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  • Multiple Single Unit Activity in Ventral Intermediate Thalamus of Essential Tremor Patients During Intention Tremor

    Final Number:
    580

    Authors:
    Andrea Giorni (1,2); FranÇois Windels (1,2); Peter Stratton (1,2); Peter Silburn (1,2,3); Terry Coyne (1,2,3); Pankaj Sah (1,2)

    Study Design:
    Other

    Subject Category:
    Movement Disorders

    Meeting: 2018 ASSFN Biennial Meeting

    Introduction: Essential Tremor is the most common movement disorder; however its pathophysiology is still unclear. Severe cases have been treated successfully with deep brain stimulation of the Ventral Intermediate nucleus of the Thalamus (Vim).

    Methods: Microelctrode recordings were made from 9 patients as part of the intra-surgical exploration during the implantation of deep brain stimulation electrodes. Stereotactic surgery was performed with a Cosman-Roberts-Wells CRW stereotactic head frame. Image based targeting of the Vim was performed on MRI and stereotactic-CT fused images on a Medtronic Stealthstation machine. Recordings were taken with a single microelectrode, with a Medtronic Leadpoint system, on a linear trajectory at one millimeter steps. Only recordings taken up to 5 mm above the lower border of the Vim were considered for the analysis. Signals were acquired with Spike2 software. Unit spike sorting was based on a supevised hierachical clustering with Wavelet and principal components decomposition and performed with custom Matlab code. Accelerometric signal of the contralateral hand was also acquired, during intention tremor and rest state. All patients were awake during recording.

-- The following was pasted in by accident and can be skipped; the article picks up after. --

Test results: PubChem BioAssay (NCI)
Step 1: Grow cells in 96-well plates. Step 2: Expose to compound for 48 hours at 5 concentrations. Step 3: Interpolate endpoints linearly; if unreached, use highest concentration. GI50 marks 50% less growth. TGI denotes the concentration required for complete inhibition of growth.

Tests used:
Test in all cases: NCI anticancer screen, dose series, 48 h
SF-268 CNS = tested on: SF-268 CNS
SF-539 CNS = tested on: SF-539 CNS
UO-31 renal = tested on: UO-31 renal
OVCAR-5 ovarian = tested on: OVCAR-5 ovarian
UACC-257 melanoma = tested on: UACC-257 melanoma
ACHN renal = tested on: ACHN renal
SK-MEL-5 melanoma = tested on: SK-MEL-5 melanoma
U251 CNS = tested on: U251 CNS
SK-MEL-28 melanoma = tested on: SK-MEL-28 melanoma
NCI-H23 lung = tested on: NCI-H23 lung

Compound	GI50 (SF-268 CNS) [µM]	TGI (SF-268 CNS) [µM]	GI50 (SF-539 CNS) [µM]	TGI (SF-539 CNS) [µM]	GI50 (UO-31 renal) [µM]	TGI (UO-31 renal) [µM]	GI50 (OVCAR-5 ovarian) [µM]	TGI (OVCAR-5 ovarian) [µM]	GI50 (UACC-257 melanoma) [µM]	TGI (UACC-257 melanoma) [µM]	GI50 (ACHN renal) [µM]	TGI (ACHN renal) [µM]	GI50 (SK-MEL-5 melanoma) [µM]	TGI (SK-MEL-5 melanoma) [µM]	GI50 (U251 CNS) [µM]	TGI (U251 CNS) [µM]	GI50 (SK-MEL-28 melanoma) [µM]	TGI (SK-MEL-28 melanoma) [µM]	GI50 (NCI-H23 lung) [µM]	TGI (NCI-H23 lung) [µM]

Results: Spike sorting yielded 66 units (27 single cell activity and 39 multi cell activity) recorded during rest (n= 54) and tremor (n= 32). We did not find differences in firing rate, action potential duration, burst index, mean spikes per burst, burst rate and proportion of spikes in bursts between rest and tremor (Wilcoxon rank-sum test p>0.05). Four out of 23 units tested during tremor were phase locked at tremor frequency (4-5Hz). Two out of 28 units were phase locked at 15-20 Hz during baseline (Rayleigh test, corrected p<0.01). Local Field Potential (LFP) was coherent with tremor at tremor frequency (4-5 Hz), with a tendency of tremor to lead the LFP by a variable delay time (~250-650 ms). Tremor frequency appeared to fluctuate at ~0.5Hz, within tremor epoch.

    Conclusions: We found a periodical fluctuation of the tremor frequency at ~0.5 Hz both in LFP as well as the accelerometer signal (FIG5), which to our knowledge is a new pathological feature of intention tremor.

    Patient Care: This was an experimental analysis, and will help patient care

    Learning Objectives: Understanding the activity in the VIM during essential tremor and its relationship to the tremor

    References: xx

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